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Res Philosophica

Volume 98, Issue 3, July 2021

Aaron Wells
Pages 469-497

The Priority of Natural Laws in Kant's Early Philosophy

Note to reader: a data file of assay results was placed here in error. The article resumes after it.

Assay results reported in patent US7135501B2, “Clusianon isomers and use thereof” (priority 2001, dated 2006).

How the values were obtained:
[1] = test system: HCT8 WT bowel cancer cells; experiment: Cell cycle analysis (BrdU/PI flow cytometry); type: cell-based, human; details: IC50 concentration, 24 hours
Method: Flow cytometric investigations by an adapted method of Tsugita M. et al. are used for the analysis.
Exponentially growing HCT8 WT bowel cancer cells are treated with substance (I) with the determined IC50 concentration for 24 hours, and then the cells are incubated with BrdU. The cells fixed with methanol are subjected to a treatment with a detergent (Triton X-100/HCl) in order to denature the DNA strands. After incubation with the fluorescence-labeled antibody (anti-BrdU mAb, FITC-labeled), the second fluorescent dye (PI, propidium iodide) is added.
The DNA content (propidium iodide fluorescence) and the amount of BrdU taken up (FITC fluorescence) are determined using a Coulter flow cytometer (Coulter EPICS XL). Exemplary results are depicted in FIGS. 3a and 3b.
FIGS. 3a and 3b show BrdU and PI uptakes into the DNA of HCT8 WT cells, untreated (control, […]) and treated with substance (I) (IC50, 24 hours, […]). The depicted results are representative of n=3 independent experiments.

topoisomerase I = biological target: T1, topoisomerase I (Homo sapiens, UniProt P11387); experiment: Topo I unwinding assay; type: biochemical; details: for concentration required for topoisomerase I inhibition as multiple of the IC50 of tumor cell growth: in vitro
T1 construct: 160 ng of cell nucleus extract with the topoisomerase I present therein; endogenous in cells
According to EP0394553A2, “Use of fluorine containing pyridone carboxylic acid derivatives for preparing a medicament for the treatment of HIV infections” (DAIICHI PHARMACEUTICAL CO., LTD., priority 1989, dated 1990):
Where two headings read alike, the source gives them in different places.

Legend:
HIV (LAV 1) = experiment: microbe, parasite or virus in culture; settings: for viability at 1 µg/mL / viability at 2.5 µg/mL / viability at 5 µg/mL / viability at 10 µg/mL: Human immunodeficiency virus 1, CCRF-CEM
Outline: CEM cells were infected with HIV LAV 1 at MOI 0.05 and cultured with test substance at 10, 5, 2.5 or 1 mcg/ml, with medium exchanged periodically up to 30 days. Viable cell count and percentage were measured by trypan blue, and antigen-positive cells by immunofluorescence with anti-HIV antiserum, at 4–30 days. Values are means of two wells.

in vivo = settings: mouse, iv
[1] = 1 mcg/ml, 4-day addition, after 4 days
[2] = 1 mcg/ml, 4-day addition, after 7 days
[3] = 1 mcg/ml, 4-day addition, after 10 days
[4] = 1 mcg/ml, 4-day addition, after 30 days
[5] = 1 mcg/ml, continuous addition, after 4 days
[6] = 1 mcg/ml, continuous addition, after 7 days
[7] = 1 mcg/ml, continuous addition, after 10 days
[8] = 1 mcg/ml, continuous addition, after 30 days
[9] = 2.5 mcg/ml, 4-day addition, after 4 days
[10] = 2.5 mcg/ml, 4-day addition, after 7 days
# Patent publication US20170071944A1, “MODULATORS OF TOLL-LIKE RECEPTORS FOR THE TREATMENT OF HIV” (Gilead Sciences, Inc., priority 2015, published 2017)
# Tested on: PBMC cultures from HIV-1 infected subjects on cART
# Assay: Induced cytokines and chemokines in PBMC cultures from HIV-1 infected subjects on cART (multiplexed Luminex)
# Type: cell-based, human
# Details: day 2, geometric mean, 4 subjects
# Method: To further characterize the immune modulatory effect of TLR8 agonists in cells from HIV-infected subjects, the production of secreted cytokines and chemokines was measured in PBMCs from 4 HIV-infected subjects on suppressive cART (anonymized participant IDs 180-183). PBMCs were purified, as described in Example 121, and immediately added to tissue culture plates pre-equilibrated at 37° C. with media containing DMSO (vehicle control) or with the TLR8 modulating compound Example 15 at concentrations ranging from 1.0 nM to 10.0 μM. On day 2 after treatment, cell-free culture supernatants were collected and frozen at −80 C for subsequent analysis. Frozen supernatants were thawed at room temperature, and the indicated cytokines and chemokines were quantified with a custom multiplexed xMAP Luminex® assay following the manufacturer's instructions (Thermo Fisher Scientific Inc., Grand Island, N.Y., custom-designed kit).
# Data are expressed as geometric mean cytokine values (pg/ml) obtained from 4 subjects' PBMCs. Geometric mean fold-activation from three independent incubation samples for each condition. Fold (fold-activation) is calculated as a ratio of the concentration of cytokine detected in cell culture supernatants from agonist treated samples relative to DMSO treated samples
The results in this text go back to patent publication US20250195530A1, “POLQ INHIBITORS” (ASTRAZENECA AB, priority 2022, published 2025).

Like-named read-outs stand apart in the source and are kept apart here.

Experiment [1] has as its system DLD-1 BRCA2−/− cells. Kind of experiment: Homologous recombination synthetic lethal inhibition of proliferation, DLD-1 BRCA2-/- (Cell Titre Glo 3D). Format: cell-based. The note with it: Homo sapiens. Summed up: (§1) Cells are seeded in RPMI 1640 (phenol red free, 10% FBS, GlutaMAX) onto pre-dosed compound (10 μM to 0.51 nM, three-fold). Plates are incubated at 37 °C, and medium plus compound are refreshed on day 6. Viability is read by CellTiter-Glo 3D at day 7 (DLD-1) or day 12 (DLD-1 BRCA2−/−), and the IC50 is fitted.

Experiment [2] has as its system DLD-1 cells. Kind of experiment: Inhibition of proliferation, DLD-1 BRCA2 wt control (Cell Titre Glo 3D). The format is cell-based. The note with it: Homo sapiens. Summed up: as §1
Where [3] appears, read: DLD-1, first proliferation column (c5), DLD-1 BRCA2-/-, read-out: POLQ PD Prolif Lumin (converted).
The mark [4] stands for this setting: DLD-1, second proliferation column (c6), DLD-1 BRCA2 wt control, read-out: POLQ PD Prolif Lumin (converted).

It is widely held that, in his pre-Critical works, Kant endorsed a necessitation account of laws of nature, where laws are grounded in essences or causal powers. Against this, I argue that the early Kant endorsed the priority of laws in explaining and unifying the natural world, as well as their irreducible role in grounding natural necessity. Laws are a key constituent of Kant’s explanatory naturalism, rather than undermining it. By laying out neglected distinctions Kant draws among types of natural law, grounding relations, and ontological levels, I show that his early works present a coherent and sophisticated laws-first account of the natural order. Laws are a key constituent of Kant’s explanatory naturalism with respect to the empirical domain, and do not undermine it.

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